Infertility affects approximately one out of every six couples. An infertilitydiagnosis is given to a couple who are unable to conceive over the courseof one year. When the problem lies with the male partner it is referredto as male infertility. Male infertility factors contribute to approximately50% of all infertility cases, and male infertility alone accounts for approximatelyone-third of all infertility cases.
What causes male infertility?
Male infertility usually occurs because of sperm that are abnormal, becauseof inadequate numbers of sperm, or problems with ejaculation.
Sperm can be considered abnormal for two possible reasons: unusually shortlife span of the sperm and/or low mobility. Sperm abnormalities may be causedby one or more of the following:
- Inflammation of the testicles
- Swollen veins in the scrotum
- Abnormally developed testicles
Reasons for a low sperm count or lack of sperm include one or more of thefollowing:
- A pre-existing genetic condition
- Use of alcohol, tobacco or other drugs
- Severe mumps infection after puberty
- Hernia repairs
- Hormone disorder
- Exposure to poisonous chemicals
- Exposure to radiation
- Blockage caused from a previous infection
- Wearing restrictive or tight underwear
- Injury to the groin area
Male infertility can also occur when there are problems with ejaculation.Ejaculation problems may include any of the following:
- Premature ejaculation
- Retrograde ejaculation, which occurs when thesemen is forced back into the bladder
- Erection dysfunctions
- Complications from radiation therapy or surgery
Other causes of male infertility can include:
History of STD’s
- Urinary tract infections
- Use of certain types of medications
How is male infertility diagnosed?
Potential male infertility will be assessed as part of a thorough physicalexamination. The examination will include a medical history regarding potentialcontributing factors.
Your healthcare provider may use one or more of the following tests toassess fertility:
- Semen analysis to determine the number and qualityof sperm
- Blood test to check for infections or hormoneproblems. Hormone levels are just as important in male fertility as theyare in female fertility
- Making a culture of fluid from the penis to checkfor infections
- Physical examination of the penis, scrotum and prostate
Semen analysis is the most important part of male fertility testing. Somemen find it more comfortable to do semen analysis testing in the privacyof their own homes. In-home testing kits are available. See ShopMale testing.
What are they looking for in the testing?
When semen analysis is done, your health care provider will be lookingfor some specific markers to access fertility.
Total amount or volume of semen–2 milliliters is considerednormal. A lower amount may indicate an issue with the seminal vesicles,blocked ducts or a prostate gland issue.
- Sperm count- 20 million to 300 million per milliliter is considered in thenormal range for sperm counts. Below 10 million is considered “poor.”
- Morphology–the size and shape of the sperm affect the sperms ability toreach and fertilize an egg. 30% is considered a good amount of sperm thatare shaped “normal.” And “strict” testing shows an evenlower percentage as normal.
- Motility–movement and number of active cells. Movement is rated from 0-4,with score over 3 considered good. The amount of active cells is rated inpercentages from 1-100%, with 50% considered the minimum.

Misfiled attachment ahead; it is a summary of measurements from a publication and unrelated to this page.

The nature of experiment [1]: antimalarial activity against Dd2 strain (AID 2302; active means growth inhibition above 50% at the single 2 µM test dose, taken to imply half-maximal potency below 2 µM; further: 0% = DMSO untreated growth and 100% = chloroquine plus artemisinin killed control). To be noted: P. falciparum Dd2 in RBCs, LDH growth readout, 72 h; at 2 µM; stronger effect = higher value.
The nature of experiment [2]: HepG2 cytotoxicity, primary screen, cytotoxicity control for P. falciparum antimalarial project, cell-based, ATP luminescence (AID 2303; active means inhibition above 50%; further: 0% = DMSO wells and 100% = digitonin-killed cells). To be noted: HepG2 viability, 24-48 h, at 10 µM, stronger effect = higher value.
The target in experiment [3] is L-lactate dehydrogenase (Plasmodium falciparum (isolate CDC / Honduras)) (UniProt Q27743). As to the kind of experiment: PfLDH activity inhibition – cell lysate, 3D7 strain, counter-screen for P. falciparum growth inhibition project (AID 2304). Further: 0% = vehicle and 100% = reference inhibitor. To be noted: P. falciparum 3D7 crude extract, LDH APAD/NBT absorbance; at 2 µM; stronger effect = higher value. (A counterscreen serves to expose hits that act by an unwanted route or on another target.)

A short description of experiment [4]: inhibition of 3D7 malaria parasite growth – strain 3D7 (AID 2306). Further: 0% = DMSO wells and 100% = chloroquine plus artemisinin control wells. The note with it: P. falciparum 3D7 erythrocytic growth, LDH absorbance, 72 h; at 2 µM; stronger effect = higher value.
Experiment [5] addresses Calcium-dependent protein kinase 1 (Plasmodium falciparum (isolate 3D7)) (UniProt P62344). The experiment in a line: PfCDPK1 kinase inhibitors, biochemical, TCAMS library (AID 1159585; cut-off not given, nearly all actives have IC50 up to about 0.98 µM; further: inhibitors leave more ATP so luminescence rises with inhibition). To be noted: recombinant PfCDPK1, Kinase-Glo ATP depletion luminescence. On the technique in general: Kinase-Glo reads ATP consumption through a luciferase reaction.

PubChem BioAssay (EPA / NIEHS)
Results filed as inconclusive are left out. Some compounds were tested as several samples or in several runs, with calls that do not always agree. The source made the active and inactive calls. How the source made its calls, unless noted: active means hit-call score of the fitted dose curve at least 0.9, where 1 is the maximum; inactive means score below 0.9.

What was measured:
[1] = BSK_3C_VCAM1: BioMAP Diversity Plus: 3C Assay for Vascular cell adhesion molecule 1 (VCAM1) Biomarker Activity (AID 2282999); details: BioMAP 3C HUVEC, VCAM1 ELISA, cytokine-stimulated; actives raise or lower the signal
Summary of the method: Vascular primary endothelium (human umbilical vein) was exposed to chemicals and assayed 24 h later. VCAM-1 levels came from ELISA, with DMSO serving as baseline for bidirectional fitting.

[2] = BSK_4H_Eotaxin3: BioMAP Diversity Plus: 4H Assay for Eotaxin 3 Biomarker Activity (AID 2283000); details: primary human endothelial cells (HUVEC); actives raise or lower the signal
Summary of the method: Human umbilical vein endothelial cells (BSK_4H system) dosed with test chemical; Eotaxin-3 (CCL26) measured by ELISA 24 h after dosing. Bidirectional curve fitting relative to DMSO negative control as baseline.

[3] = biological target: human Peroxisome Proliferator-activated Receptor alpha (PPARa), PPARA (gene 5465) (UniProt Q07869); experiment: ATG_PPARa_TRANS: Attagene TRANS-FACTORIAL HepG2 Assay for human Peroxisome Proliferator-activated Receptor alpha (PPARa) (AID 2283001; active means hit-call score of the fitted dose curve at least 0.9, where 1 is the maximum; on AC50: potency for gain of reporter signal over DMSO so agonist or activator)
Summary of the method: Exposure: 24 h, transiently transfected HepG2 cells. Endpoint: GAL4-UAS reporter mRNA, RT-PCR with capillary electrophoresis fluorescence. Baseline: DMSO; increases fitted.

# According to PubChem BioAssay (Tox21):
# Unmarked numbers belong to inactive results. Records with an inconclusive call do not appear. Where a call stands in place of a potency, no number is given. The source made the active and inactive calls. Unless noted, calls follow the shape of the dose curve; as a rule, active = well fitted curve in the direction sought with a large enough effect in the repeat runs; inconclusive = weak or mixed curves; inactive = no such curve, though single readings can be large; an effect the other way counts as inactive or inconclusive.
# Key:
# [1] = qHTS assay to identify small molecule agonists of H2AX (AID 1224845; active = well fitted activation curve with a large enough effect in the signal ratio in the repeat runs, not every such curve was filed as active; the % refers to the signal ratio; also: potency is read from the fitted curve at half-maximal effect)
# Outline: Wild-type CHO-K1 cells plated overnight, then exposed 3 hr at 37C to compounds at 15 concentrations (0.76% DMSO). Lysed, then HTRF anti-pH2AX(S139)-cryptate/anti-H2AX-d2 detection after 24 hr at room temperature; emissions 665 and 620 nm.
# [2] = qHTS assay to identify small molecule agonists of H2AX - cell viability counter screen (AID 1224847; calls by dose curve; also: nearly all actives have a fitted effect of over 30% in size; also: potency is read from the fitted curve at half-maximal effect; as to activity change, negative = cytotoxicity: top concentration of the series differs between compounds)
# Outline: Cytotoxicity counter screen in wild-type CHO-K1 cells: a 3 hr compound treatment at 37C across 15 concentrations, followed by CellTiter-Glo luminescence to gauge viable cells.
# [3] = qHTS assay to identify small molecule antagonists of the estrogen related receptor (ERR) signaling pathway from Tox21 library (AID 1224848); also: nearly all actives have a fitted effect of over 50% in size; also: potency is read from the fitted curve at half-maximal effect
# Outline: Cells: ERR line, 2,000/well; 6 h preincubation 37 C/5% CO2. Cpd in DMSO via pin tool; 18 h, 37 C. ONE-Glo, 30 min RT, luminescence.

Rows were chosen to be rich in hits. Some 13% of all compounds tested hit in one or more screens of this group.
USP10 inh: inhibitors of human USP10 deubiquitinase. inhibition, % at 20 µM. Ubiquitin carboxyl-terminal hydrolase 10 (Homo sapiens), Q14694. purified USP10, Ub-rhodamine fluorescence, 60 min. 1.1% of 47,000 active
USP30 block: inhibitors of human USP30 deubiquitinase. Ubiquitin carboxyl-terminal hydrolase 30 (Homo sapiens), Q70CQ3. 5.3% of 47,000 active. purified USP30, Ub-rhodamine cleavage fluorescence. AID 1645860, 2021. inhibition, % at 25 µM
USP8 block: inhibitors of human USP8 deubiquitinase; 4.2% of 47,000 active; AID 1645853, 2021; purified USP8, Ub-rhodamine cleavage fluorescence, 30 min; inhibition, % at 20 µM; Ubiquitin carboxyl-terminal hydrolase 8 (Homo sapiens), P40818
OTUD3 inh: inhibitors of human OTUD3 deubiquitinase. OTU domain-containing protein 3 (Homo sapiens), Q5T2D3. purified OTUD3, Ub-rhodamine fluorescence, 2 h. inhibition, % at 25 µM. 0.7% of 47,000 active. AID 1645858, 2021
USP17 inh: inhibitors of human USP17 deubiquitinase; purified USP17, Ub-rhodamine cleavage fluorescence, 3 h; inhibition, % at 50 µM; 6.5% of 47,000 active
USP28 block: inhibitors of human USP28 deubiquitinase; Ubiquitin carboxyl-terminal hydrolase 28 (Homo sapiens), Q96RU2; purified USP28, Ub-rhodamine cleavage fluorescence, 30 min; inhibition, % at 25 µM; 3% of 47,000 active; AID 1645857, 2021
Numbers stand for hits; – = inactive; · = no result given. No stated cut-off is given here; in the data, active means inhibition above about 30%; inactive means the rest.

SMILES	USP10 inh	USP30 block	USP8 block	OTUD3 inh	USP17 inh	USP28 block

How is male infertility treated?
Male infertility is most often treated by conventional methods that includeone or more of the following:
- Taking medications to help increase sperm production
- Taking antibiotics to heal an infection
- Taking hormones to improve hormone imbalance
- Avoiding taking long hot showers, using hot tubsor saunas
- Wearing looser underwear such as boxer shortsversus jockey shorts
Sperm production may also improve by taking clinically proven supplements.Anything that increases the number of healthy sperm increases the chancesof conception. Many health food stores and vitamin shops offer male fertilitysupplements. See Shopfor male supplements.
Artificial insemination is an option if the man’s sperm count islow. In this procedure, sperm is collected through multiple ejaculations.They are then manually placed in the female’s uterus or fallopiantubes.
In vitro fertilization is another option that canbe used to overcome male infertility factors. In this procedure, the spermand egg are fertilized in a laboratory after which the fertilized egg isplaced in the female’s uterus.
If tests show that there is no sperm production or that other related problemsare present, donor sperm can be usedto help facilitate conception. In this procedure, donor sperm are obtainedfrom a sperm bank and placed inside the female’s uterus or fallopiantubes through artificial insemination.
Can male infertility be prevented?
There is usually nothing that can be done to prevent male infertility causedby genetic problems or illness. However, there are actions that men cantake to decrease the possibility of infertility. These include:
- Avoiding sexually transmitted diseases
- Avoiding illicit drugs
- Avoiding radiation when possible
- Avoiding exposure to toxic substances
- Avoiding heavy or frequent use of alcohol
- Observing good personal hygiene and health practices
- Avoiding long, hot baths, hot tubs or saunas
- Wearing loose-fitting underwear
Compiled using information from the following sources:
RESOLVE: The National Infertility Association, http://www.resolve.org
American Society for Reproductive Medicine (ASRM), http://www.asrm.org
World Health Organization (WHO), http://www.who.int